Which tools do I need to service this headset?

One headset service tutorial shows just an Allen key and a torque wrench, others use a bearing press.

Is there a way to work out which tools are required before I start taking it apart?


This is the headset that came with the bike https://www.giantbikespares.com/Giant-Overdrive-Road-Bike-Headset--Alloy-Cap--Black--1310-NO56AA-902_1310-NO56AA-903/product_detail/3-41181

The bike is a 2019 Giant Fastroad

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  • 2
    What are you trying to do? What does “service” entail in this context?
    – Paul H
    Commented Jan 4 at 1:52

1 Answer 1


If you're planning on replacing the bearings, Allen keys (hex wrenches) of the correct size (check what size hex is the bolt holding the cap and what is the hex size of the bolts clamping the stem to the steerer tube) are basically all you need.

If you have a carbon steerer on your fork or a carbon stem, then a torque wrench is required, and additionally carbon assembly paste.

The bearings are drop-in. They should come out quite easily and installing new ones is simply putting them carefully in.

Don't forget to put a thin layer of grease on all mating surfaces of the bearings and the frame, and the bearings and fork tube - the idea is that it protects against water ingress and grime build-up.

When assembling back (non-carbon parts) - use common sense and not only strength. First tighten the cap until there's no play between fork and frame, but the fork still spins freely, then ensure the stem is aligned with the front wheel and tighten the stem bolts until they feel tight.
For carbon parts the order is the same but tighten to specified torque.

If you don't feel comfortable doing that service on your own, ask someone for guidance or take your bike to a local bike ship (not always a guarantee of a proper job, but at least you have someone to blame if things go wrong).

  • 1
    Pretty thorough answer. Although you disregard the use of a torque wrench for non-carbon component interfaces, it seems that someone with little to no experience should utilize the torque specifications and a torque wrench to tighten the stem to steerer interface, regardless of the material involved. There is too much of a risk of overtightening and damaging (or even under-tightening) these bolts for someone without experience. A torque wrench/torque-key takes this risk out of the equation.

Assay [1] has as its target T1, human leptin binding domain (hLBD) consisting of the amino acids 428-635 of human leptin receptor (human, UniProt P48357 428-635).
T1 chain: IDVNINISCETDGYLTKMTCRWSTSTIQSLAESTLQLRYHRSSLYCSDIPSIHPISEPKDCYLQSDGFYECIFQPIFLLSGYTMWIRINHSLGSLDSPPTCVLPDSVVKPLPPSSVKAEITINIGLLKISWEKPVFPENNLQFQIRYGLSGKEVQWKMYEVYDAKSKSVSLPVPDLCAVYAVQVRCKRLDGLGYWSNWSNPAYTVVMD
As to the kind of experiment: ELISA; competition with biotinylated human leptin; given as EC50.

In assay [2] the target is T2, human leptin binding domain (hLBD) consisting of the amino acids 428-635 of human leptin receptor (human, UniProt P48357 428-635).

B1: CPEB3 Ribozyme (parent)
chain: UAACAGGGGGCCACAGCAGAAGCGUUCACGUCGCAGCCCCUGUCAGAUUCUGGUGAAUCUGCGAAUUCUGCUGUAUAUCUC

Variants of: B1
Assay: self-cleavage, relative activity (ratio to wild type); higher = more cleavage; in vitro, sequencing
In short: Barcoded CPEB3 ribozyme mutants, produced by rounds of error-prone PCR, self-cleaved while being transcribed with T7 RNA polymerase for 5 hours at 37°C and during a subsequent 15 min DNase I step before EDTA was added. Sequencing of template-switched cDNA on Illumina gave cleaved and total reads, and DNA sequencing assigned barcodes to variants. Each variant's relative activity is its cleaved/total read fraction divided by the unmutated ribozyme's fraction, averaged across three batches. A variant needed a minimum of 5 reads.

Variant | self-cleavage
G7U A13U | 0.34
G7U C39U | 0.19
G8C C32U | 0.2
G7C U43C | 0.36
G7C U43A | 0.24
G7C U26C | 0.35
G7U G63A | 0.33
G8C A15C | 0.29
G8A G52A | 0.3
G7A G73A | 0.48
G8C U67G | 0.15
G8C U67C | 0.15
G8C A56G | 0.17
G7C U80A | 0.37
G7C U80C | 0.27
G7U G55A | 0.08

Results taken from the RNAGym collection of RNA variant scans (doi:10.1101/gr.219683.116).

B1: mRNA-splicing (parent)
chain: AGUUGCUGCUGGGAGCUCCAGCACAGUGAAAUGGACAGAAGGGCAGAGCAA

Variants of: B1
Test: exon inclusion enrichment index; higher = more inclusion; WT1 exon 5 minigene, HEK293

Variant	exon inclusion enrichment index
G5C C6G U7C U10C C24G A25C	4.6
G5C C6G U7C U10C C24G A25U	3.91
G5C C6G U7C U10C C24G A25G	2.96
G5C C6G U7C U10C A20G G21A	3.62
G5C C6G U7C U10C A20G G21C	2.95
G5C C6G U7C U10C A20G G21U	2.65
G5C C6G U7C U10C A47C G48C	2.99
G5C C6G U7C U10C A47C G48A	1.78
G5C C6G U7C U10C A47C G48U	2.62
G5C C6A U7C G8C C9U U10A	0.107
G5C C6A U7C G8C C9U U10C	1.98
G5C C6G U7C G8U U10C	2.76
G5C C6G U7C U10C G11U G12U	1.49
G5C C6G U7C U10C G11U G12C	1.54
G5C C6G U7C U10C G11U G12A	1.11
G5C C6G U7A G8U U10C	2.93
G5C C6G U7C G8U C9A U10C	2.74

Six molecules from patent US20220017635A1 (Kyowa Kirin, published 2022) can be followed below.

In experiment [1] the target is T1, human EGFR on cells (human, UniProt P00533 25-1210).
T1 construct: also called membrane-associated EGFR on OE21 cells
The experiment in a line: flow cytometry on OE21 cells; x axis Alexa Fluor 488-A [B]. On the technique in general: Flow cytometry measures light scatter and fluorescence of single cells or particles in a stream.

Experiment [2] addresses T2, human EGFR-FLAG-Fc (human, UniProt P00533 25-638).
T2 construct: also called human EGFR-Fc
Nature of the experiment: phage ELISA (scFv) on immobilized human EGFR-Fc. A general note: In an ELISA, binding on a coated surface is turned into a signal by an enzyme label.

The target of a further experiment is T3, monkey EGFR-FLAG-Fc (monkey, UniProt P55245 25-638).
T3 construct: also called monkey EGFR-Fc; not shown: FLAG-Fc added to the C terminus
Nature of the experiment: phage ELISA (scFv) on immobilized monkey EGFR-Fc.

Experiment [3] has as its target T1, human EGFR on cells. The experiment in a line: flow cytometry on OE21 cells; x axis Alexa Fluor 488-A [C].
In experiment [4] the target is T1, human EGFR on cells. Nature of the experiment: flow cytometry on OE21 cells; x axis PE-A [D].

– Ted Hohl
    Commented Jan 5 at 19:31
  • Additionally, is carbon paste commonly used on a carbon steerer-stem interface? It IS often used on a carbon seatpost/seat tube interface, but I had not heard it used before on a steerer tube/stem interface much.
    – Ted Hohl
    Commented Jan 5 at 19:34
  • @TedHohl - not that I disregard a torque wrench. If you use common sense and have a bit of experience, you can do without it on metal parts. Carbon parts are somewhat brittle in certain directions, that's why you need to stick to torque specification. I'd use a bit of carbon assembly paste if both my steerer tube and stem were carbon. Otherwise I'd but some grease to prevent creaks and water ingress.
    – Mike
    Commented Jan 9 at 13:25
  • Mike, you and I may have enough experience to know what common-sense reasonable torque would be, but that cannot be applied to the general population. Since one purpose of this exchange is to educate others who may not have this experience. Mentioning the use of a torque wrench to guide the "unexperienced" until they gained the feel of what a common-sense torque application would be be valuable. It is way too common to over-torque all types of fasteners (not just on bikes) when a torque wrench is not used, and although there is tolerance in almost every torque spec, it can easily be passed.
    – Ted Hohl
    Commented Jan 9 at 16:01

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